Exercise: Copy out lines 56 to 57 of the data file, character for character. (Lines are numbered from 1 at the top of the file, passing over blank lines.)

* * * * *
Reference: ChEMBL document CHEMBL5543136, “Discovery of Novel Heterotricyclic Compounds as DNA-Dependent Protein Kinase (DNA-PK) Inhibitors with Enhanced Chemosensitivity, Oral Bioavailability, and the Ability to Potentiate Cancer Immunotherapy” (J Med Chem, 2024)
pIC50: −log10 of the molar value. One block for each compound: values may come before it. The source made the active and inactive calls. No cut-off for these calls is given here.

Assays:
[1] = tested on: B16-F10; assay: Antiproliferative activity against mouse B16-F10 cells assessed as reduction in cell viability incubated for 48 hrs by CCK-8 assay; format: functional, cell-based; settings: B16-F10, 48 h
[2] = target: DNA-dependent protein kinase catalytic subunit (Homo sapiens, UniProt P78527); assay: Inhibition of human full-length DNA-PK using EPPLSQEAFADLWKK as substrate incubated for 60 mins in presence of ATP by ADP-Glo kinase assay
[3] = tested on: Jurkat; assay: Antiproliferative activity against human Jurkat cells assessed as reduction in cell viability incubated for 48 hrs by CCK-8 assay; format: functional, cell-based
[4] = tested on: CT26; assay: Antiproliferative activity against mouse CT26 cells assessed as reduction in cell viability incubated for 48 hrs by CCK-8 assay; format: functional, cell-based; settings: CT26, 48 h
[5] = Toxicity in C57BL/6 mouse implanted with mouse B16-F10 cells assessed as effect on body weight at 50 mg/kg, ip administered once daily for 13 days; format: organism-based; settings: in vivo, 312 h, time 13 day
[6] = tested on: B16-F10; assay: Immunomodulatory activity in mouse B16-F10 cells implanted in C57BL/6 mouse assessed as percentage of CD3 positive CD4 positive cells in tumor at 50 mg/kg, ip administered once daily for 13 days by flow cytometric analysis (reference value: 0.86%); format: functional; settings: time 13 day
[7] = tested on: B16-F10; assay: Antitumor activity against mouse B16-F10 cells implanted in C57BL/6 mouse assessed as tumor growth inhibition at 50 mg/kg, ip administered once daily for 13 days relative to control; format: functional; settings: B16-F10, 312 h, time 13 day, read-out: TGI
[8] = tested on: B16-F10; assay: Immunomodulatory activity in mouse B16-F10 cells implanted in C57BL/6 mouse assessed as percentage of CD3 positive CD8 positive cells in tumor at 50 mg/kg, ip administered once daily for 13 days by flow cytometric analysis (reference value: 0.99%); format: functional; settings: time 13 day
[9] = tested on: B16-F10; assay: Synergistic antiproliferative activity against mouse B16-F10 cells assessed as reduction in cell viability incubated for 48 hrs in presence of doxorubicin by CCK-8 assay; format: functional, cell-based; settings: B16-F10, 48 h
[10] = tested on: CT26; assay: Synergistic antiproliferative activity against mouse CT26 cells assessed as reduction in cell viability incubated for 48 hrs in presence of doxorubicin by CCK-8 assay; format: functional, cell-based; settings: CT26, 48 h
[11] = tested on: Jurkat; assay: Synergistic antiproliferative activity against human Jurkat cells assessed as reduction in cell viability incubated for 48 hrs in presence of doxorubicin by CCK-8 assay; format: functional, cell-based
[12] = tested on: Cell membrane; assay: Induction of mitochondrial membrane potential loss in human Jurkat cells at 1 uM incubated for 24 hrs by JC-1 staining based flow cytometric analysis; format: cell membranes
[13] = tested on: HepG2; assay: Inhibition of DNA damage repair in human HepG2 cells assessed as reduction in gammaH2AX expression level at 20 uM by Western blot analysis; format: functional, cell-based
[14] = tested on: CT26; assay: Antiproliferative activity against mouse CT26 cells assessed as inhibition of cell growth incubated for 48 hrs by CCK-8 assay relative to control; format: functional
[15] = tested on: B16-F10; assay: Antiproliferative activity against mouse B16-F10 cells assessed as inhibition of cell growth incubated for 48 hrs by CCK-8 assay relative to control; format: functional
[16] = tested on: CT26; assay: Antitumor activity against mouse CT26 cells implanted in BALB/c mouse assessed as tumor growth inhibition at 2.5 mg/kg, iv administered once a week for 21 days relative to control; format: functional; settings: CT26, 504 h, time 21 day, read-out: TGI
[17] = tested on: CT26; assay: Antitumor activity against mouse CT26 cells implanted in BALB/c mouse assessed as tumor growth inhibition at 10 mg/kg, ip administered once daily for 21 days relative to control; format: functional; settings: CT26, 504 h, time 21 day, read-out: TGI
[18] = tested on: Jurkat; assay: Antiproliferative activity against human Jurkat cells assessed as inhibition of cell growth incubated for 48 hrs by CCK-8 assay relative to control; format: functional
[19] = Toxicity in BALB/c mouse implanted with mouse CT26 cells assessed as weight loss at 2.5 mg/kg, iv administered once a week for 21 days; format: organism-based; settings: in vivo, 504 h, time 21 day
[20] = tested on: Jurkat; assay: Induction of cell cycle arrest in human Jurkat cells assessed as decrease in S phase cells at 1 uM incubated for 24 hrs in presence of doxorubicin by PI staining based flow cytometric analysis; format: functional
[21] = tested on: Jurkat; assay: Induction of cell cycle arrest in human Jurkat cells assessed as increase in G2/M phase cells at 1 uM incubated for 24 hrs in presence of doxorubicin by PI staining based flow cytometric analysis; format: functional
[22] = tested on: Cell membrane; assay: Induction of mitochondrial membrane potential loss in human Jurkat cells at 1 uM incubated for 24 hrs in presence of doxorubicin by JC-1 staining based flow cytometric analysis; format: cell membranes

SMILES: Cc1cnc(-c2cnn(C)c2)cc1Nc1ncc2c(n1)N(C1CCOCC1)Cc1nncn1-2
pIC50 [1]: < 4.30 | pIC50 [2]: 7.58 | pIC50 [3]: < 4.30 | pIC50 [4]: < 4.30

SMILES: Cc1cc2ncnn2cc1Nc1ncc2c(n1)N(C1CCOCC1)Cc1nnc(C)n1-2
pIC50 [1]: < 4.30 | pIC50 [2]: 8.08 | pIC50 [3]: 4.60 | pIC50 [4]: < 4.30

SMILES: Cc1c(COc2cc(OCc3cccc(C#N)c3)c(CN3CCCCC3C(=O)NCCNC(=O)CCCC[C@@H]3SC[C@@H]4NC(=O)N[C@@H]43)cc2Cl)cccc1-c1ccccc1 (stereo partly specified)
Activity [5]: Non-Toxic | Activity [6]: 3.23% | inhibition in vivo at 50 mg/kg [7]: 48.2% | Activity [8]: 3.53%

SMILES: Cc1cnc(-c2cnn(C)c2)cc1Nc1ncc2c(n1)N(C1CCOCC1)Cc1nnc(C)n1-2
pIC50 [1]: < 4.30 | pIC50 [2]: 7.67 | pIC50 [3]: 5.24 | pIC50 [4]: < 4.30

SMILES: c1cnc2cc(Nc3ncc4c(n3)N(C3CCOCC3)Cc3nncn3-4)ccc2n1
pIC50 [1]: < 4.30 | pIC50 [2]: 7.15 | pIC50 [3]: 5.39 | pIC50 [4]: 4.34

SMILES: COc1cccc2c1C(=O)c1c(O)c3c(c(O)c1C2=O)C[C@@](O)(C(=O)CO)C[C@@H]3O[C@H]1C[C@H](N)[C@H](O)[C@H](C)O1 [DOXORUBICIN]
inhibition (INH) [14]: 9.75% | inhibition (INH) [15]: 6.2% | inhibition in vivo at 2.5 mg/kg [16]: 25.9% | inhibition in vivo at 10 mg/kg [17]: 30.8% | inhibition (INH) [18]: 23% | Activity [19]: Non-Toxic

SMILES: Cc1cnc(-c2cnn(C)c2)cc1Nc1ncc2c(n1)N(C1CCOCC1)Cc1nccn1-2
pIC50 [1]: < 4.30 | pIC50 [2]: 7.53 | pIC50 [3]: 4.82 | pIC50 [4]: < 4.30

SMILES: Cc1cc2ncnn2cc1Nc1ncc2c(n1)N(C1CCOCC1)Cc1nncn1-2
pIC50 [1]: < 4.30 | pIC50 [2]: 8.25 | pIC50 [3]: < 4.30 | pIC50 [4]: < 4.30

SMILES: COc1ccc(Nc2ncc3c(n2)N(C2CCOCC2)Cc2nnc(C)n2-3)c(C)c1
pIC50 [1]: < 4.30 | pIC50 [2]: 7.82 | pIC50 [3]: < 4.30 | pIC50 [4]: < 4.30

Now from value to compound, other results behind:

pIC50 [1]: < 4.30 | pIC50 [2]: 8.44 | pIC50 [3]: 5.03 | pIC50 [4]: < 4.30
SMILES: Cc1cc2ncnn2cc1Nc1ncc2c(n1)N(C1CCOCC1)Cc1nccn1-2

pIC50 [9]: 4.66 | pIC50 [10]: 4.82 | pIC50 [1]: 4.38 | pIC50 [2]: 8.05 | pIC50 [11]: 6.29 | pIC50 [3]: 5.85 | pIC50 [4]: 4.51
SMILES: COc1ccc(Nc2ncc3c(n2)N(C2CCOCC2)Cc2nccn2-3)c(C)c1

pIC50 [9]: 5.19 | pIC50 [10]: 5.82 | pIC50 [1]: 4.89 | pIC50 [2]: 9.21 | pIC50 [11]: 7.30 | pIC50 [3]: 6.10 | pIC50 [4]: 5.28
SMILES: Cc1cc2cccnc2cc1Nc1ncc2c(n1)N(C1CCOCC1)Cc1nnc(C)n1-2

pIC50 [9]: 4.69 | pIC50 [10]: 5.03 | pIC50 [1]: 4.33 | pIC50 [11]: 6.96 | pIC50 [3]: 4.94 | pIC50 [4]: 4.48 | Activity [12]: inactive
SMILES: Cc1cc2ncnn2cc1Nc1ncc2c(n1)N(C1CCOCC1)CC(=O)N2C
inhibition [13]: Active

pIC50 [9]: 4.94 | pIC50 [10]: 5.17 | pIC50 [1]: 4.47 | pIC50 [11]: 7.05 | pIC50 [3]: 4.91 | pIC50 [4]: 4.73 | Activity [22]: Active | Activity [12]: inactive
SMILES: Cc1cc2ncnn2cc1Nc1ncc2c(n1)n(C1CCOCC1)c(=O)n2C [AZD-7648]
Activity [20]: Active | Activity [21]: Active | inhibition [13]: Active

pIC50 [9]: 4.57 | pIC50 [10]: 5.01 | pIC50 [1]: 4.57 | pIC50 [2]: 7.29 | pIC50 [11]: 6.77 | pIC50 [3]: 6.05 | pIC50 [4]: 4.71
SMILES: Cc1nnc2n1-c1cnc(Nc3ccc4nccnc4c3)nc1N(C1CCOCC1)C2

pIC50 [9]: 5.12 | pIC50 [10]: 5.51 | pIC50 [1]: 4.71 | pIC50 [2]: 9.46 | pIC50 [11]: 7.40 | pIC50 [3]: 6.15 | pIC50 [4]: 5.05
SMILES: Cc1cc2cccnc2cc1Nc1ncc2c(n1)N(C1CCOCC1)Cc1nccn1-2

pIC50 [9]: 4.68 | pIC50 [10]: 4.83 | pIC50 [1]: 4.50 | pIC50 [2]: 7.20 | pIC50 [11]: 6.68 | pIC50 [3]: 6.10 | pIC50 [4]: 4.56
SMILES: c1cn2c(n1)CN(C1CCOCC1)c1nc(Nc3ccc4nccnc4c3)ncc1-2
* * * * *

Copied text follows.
Activity [20]: Active | Activity [21]: Active | inhibition [13]: Active

pIC50 [9]: 4.57 | pIC50 [10]: 5.01 | pIC50 [1]: 4.57 | pIC50 [2]: 7.29 | pIC50 [11]: 6.77 | pIC50 [3]: 6.05 | pIC50 [4]: 4.71